Monday | May 12, 2003
Bad Week for UK in Iraq
In response to the US/UK proposed UN resolution on Iraq (among other provocations), Clare Short has resigned as UK Secretary for International Development.
"... this resolution undermines all the commitments I have made in the House and elsewhere ..."Short had threatened resignation earlier over the decision to wage war, but stuck with Blair on grounds of loyalty.
Further consternation arises in that Short's replacement (The Baroness Amos)has been appointed from the House of Lords, and thus will not be regularly available for questioning in Commons.
Tam Dalyell, Father of the House of Commons, raised questions today over the lack of care in custody of intelligence documents. (Dalyell is hiimself under fire for remarks regarding "Jewish influence" on UK foreign policy.)
Questions are also being raised in Commons over WMD's, legality of the conquest and its formative sequels, failure to restore basic services, Halliburton and Bechtel contracts (Foreign Secy. Jack Straw opines that these are legal in that they will be paid from US taxpayer funds, not Iraqi oil revenues), and lack of transparency in the Blair government's own decision-making process.
Update1: The Prime Minister's Official Spokesman (PMOS) fielded a number of sticky questions this morning. ("Asked if the Prime Minister and Ms Short had discussed these issues prior ... the PMOS said no but ...")
From Short's BBC interview:
... the prime minister, he was saying - oh, but the UN has a role - but I mean, I think that's fudge around words.Still looking for full transcript of Short's very tough speech to Commons, tabbing Blair a control freak. From BBC analysis: "There is always a point in a powerful leader's reign when they start the downward slide."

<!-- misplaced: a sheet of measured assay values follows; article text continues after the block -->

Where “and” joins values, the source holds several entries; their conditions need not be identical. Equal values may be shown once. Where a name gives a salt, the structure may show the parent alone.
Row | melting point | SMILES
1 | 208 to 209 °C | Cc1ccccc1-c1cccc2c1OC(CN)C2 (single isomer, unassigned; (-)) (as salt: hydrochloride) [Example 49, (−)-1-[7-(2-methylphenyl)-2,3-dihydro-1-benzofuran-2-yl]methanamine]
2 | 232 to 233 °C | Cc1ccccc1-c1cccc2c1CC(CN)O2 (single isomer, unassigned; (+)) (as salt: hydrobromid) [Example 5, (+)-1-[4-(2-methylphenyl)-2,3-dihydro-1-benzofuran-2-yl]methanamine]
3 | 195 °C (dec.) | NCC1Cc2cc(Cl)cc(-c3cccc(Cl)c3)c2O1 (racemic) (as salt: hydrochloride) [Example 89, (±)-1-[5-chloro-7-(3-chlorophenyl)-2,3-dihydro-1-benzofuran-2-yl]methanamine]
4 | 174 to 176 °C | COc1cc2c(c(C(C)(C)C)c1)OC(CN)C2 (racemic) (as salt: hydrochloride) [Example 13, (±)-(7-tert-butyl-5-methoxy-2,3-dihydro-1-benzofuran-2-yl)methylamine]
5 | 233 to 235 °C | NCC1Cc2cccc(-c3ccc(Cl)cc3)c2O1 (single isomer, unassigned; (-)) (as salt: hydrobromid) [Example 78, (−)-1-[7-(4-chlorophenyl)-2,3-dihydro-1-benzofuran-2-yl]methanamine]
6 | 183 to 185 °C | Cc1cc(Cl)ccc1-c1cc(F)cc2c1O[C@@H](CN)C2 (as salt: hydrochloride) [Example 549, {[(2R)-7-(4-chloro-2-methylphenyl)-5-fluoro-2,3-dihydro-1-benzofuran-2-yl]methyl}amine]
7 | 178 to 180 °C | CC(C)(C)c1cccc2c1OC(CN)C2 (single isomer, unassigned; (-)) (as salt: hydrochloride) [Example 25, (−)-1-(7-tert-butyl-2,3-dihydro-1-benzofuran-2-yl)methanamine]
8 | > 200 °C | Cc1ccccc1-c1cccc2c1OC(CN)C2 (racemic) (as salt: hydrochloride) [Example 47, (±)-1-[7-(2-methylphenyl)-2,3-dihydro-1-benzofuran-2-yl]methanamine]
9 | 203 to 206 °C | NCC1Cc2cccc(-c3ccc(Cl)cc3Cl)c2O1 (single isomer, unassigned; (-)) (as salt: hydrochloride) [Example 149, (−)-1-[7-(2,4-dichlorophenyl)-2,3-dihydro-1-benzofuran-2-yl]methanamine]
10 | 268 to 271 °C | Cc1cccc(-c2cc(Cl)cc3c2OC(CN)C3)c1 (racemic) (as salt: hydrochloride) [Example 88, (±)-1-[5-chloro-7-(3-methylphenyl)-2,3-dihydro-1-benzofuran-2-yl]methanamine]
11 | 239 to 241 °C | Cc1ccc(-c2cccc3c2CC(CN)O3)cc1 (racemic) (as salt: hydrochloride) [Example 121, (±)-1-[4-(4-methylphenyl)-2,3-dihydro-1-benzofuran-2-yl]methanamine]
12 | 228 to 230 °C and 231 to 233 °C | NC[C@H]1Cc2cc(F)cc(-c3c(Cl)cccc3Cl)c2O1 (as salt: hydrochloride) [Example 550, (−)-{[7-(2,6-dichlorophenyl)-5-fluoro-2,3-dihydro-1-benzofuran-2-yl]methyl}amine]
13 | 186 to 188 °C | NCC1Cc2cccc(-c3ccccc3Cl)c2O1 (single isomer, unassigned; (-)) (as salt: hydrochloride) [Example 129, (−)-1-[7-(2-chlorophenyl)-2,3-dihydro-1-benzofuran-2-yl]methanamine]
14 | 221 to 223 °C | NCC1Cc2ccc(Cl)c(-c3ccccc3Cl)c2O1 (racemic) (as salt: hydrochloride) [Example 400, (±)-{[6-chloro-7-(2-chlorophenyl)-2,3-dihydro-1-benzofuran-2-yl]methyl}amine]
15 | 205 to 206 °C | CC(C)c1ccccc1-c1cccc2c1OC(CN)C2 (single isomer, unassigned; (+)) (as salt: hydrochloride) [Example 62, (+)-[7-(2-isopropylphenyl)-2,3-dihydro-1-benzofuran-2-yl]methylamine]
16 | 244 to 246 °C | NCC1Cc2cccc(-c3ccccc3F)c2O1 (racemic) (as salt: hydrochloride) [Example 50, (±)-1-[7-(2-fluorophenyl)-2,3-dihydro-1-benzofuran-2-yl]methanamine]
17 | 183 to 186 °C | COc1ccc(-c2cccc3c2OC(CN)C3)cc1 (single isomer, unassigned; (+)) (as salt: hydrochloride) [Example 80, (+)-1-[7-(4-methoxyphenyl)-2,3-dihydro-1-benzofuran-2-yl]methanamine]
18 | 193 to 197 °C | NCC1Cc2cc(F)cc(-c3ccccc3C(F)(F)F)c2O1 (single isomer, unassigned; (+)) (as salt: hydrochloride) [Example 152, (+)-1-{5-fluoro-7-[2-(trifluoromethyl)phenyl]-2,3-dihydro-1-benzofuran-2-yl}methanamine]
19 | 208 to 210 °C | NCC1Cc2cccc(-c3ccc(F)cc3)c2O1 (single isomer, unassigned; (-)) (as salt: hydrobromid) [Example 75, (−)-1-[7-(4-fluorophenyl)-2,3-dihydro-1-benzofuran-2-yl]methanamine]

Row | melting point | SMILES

Update2: In comments on another thread, marquer summarizes the Stakeknife matter thusly: "Brits have had a mole ... inside the IRA's internal security unit ... However, that also required the mole to abduct and torture and kill people ... some of them innocent."
The Guardian reviews Short's jaw=dropping speech in Commons.
Profile of Guyana-born Baroness Amos.
Update3: The full text of Short's resignation speech. Excerpt:
... Under the Geneva Convention of 1949 and the Hague Regulations of 1907 the coalition has clear responsibilities and clear limits to its authority. ... UK should and could and have respected the Attorney General's advice and told the US that this was a red line for us ...Short's resignation was expected, her earlier waffle reduced its impact, and her weight alone is not enough to undo Tony Blair's government. There is, however, an aroma of dead woodchuck in the vicintiy of No. 10 Downing Street.
RonK, Seattle Posted May 12, 2003 09:09 AM | Comments (52)